Thursday, November 11, 2010

With Thanks to Our Soldiers on Veteran's Day

Nine years ago when the war started, I felt gratified to be part of a community that believed in taking a moment each week to think of the brave men and women fighting so far away. At my church in the Oakland hills, during the Prayers for the People, after we’ve prayed for world leaders to seek justice and peace, after we’ve prayed for those who are alone and suffering, after we’ve prayed for the just and proper use of God’s creation, the reader says, “And we pray for these soldiers killed in the Middle East in recent days.” Then the reader pronounces the name of each departed soldier, slowly, with gravitas, a long pause between each name.

Those first months and years, on the Sundays when they read seven or eight or twelve names, it was sad. But I assumed it would be temporary; that this litany of the dead would fade away and we could return to praying for large and ephemeral and hard-to-picture things: forgiveness, compassion, understanding. 

A person who has died in the desert fighting is the opposite of hard-to-picture. A name conjures up an ethnic background, perhaps a hometown, an age. When the name ends with a “Junior” or “IV” the image pulls into even sharper focus, this young person who was the growing branch of a deeply rooted family tree. Each of those names represents not just a dead soldier, but a shattered family and a community of friends reeling from the tragic news. It’s hard to imagine prayers big and strong enough to cover and comfort all the people affected when one single name is read.

One day a name read out was the exact same as a nephew of mine who is in his twenties. As a little boy he couldn't see a fire engine at a distance because "red" was just a fuzzy concept to him. His colorblindness prevented him from even considering the armed services. I found myself thanking God for monochromacy during the meditation that day.

The ritualistic reading of the names continued, all through the end of the Bush presidency when the coffins returning to Dover Air Force Base were still unloaded in secrecy, when the first reports of substandard health care for veterans of the Iraqi war began to trickle out, when the WMD claims were well and truly refuted. They continued after Obama took office, his promise to end the war taking far longer to fulfill than anyone who voted for him would have hoped or believed. The prayer was amended to include “the unnamed and unnumbered civilian casualties of war.” I guess reading off 100,000 names would prove unmanageable.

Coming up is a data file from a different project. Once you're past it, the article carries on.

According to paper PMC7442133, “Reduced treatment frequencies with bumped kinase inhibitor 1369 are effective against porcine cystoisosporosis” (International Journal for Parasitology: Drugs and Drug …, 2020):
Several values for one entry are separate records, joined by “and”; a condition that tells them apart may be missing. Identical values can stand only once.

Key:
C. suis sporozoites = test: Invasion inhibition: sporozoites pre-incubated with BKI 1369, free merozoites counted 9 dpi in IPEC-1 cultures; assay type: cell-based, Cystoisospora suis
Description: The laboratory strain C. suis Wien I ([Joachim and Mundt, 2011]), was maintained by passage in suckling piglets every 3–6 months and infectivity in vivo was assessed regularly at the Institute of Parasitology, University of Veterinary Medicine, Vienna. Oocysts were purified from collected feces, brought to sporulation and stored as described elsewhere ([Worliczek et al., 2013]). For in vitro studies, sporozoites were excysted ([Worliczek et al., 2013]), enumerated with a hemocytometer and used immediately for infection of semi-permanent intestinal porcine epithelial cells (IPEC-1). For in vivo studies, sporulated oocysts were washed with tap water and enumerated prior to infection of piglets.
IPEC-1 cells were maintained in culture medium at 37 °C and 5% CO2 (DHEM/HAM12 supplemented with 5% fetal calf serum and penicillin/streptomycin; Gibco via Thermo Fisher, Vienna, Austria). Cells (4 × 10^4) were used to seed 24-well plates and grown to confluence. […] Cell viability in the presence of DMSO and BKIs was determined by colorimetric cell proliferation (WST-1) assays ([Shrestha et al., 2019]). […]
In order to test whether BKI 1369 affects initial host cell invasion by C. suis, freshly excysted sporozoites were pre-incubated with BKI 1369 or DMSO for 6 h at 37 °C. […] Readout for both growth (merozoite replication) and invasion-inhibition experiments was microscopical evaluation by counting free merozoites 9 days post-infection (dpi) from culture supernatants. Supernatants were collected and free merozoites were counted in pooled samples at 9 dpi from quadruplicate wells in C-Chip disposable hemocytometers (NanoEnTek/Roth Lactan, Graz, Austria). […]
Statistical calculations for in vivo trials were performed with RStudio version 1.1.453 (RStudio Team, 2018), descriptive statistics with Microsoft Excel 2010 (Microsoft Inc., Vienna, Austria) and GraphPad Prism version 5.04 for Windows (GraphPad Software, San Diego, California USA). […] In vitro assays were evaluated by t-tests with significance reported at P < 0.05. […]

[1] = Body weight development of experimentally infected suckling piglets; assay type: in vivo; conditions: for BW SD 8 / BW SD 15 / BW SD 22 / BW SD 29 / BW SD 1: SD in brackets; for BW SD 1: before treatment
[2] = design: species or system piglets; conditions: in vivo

And then one day the list was particularly long, and my mind began to wander – what time was it? Do I still have time to stop at the market on the way home? Can’t this reader go any faster? 

I'm convinced it was a Godly bitch-slap that pulled me up short in the pew that day. I stood there with my cheeks burning, paranoid that the old ladies kneeling ahead and behind me – young women during World War II – would know my shameful thoughts. I’m not asked to leave my family for months or years at a time, travel to a distant place where I will be perceived as an enemy and threatened from all sides. I’m not even asked to plant a victory garden. All I’m asked to do is stand still and bear witness to those who have lost their lives fighting.

The next week began a ritual that has now gone on for about four years. As each name is called, I close my eyes and press a nail into the soft uncalloused pads of my fingers. That tiny bite of pain keeps me present in those short seconds between names, to picture Sergeant Brandon Maggart or Specialist Morganne McBeth or Major Ronald Culver Jr. I whisper aloud, “I’m sorry" after each. But the next name comes fast, like gunfire. Some weeks my fingers are still red when we begin to greet each other in peace "which surpasses all understanding."

Mine are hands that will never hold a gun, in wartime or peace, nor will they help to carry a comrade wounded or killed in battle. But my hands can do other things: they can write a check to one of the organizations helping soldiers and their families during and after deployment. They can sign a card of gratitude to send to a man or woman serving. They can pack up kits of toiletries and other necessities that make daily life for a soldier just a tiny bit less daunting.

In honor of our veterans and the soldiers on active duty, check out some of the links to the Charity Navigator rated four-star charities below. Make your hands to do a little something extra for the troops today.


  1. A very thoughtful piece -- thanks for putting this one out there. It's a good reminder.

  2. Thank you. I have been a wife of a Marine for the past 15 years--my husband went to war in Iraq twice. He and I just got back from marching in the Veteran's Day Parade in NYC this morning. While stationed here in Brooklyn (yes, there is a duty station here ;]), we have noticed how New Yorkers continue to sincerely and tenaciously support the military. It's nice to know they are not alone. Semper fidelis.

  3. Hi Kimberlee - thank YOU, and your husband. I crack when Andrew's gone for more than 4 days of business travel; don't know how you cope with absence months at a time. I'm grateful to you both, and glad for the chance to publicize these organizations.

  4. Thank you Nancy and Kimberlee - your passion and attention to the sacrifice of so many is greatly appreciated [and Kimi will be part of the shabbocktail crowd next summer!].


Related Posts Plugin for WordPress, Blogger...